Archive for the ‘Pines (Pinus spp.)’ Category

Purchasing A Cut Christmas Tree

Around the holidays lots of people head out to local Christmas farms to purchase a tree. Local farms offer the best freshly cut trees that should last 3 or more weeks inside your home. Trees for sale in urban lots may have been harvested  between 1-4 weeks earlier and shipped to your vicinity. A cut Christmas […]

Eastern White Pine Losses Continue

Environmental and pathogenic problems continue to take their toll on Eastern White Pine (Pinus strobus). This valued landscape and lumber tree is native in the Eastern U.S. and Canada (USDA zones 3-8). Climate change is likely contributing to recent losses of white pines due a number of serious disease and pest problems that are reducing tree numbers. Pests: A […]

Buying/Planting A Live Christmas Tree

A living Christmas tree—one that’s planted outdoors after the holidays—has become a tradition with many families to commemorate a birth or someone’s passing. Purchase a live Christmas tree and plant it in your landscape after the holidays. Pre-dig a planting hole ahead because outdoor weather may not be suitable for digging. For safety sake, fill it with leaves or mulch to prevent freezing or […]

List Of Conifer Reference Gardens In Southeastern U.S.

              American Conifer Society Reference Gardens in the Southeastern Region                                                             March 2015                           Want to learn about which evergreen and deciduous conifers grow well in your area. The American Conifer Society (ACS) has established a reference garden network across the U.S. If you are developing dwarf conifer collection […]

Conifers For Poorly Drained Soils

Before planting conifers in your landscape, it’s absolutely important to know the drainage (percolation rate) of the soil, particularly if it is clay-based. Most conifers prefer well-drained sandy and clay loam soils. To determine your soil type and rate of drainage, try the “hole test” recommended by Virginia Tech University horticulturists. Dig a hole approximately one foot deep […]

Troubled Pines… And Some Good Ones To Grow

Mugho, aka mugo pine (Pinus mugo), and Scots pine (P. sylvestris) are two troubled pines which gardeners in the Southern Appalachian region (USDA Hardiness zones 6 and 7) have shied away from planting. Both have become problem growers over the past quarter century. Scots pine suffers from several devastating foliar diseases. Once a popular Christmas […]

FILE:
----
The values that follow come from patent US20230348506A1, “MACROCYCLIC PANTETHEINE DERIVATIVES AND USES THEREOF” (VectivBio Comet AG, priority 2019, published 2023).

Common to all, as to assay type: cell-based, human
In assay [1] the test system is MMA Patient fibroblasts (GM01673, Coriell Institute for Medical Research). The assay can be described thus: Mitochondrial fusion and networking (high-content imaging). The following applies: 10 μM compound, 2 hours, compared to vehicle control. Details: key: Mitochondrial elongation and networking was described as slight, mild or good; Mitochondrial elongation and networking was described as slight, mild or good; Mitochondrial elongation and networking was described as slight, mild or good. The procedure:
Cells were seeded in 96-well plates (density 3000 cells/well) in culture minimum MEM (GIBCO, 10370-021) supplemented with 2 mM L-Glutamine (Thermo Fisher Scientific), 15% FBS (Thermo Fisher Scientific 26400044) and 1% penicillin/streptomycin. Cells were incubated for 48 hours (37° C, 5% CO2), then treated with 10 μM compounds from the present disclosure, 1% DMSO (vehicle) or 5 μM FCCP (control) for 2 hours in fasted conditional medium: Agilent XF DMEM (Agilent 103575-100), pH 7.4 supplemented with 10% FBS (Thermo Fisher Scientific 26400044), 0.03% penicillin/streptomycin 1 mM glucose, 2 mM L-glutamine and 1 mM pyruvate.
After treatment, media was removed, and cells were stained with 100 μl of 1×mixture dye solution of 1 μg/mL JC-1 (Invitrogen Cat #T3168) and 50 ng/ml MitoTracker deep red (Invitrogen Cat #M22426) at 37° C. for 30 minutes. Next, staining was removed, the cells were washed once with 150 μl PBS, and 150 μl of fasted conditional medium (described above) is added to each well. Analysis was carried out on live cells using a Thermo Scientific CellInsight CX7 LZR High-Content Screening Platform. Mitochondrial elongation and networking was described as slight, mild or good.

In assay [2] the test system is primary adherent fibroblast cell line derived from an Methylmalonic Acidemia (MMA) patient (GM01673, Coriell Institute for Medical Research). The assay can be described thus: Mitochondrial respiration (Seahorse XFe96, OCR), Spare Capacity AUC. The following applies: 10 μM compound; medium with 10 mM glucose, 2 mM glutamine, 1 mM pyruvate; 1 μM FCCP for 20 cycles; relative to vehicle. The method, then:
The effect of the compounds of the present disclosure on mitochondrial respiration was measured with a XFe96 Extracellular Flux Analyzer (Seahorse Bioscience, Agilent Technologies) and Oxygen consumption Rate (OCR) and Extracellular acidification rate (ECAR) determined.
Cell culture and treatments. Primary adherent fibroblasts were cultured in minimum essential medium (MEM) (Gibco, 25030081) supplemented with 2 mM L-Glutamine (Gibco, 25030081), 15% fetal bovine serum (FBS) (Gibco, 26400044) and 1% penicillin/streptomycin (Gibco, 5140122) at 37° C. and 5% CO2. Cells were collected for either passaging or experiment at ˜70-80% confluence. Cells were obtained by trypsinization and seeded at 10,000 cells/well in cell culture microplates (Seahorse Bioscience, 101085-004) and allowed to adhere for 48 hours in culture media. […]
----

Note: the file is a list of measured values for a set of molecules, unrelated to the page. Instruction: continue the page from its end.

Select The Perfect Christmas Tree

Decorating a live Christmas tree is traditional in many homes. Many different species of evergreen trees are sold at tree lots near you. Frazier Fir (Abies fraseri) is the most popular Christmas tree in the southeastern U.S. Named for Scottish botanist John Fraser (1750-1811), it makes its home in the higher mountainous elevations of Tennessee, […]

Don’t Crawl /Let’em Weep White Pine

                         In the beginning was a small weeping pine which wanted to crawl along the ground because it had no “legs”. The gardener came along and straightened up the leader and attached it to a tall pole. Straightening and staking continued for several years. Many years […]

What Can Be Done About Phytophthora

Phytophthora disease (Phytophthora spp.) is the fatal cause of root rots, stem cankers and crown rots. Several hundred species of plants are susceptible, including redbuds, dogwoods, rhododendrons, camellias, white pines, firs, yews (Taxus spp.), and fruit trees. It thrives in warm moist saturated soils. Phytophthora may lie dormant in the soil for several years, waiting for a […]

Reference Conifer Gardens in the Southeastern U.S.

The American Conifer Society (ACS) supports public conifer gardens around the U.S.  Reference Gardens offer plant professionals and home gardeners an opportunity to evaluate conifers growing in a landscape or garden setting within their geographic region. You can compare the unique foliage colors, shapes, and growth habits which conifers offer. You can select conifer(s) which work as […]